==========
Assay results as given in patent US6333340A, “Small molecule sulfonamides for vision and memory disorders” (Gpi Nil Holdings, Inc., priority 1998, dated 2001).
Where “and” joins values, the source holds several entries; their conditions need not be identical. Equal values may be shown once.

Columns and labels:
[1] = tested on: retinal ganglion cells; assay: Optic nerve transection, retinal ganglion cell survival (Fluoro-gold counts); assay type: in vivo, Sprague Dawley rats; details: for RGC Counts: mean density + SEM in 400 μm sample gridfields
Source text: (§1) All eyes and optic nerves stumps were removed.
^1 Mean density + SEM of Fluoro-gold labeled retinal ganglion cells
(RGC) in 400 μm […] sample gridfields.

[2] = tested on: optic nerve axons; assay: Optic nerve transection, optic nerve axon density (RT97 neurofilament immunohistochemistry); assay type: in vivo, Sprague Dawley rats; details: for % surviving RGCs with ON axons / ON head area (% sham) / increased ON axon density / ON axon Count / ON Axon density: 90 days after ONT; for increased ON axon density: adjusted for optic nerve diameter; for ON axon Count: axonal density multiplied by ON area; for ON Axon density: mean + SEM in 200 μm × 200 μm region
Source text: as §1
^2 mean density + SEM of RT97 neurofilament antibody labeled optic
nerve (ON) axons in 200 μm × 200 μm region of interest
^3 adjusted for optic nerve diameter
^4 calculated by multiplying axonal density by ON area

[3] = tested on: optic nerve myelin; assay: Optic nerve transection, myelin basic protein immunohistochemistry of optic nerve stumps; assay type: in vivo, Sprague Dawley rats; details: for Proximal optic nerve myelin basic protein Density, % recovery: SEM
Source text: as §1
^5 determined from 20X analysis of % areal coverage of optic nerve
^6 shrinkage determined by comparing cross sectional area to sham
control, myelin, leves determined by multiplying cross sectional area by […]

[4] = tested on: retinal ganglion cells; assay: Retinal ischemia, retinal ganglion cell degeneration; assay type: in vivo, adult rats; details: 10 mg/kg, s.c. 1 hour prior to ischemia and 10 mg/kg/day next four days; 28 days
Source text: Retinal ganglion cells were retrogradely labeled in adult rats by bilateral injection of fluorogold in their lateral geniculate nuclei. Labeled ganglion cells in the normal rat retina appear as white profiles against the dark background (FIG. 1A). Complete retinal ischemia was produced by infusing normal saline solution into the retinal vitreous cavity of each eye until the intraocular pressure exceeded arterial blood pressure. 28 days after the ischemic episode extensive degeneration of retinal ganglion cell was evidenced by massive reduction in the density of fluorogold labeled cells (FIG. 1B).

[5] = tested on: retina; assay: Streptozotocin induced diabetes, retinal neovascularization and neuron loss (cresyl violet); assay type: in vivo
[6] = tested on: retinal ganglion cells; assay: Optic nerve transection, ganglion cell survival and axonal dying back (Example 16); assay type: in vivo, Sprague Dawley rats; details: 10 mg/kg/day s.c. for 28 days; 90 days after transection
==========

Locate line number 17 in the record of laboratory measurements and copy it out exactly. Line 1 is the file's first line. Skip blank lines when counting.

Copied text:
^6 shrinkage determined by comparing cross sectional area to sham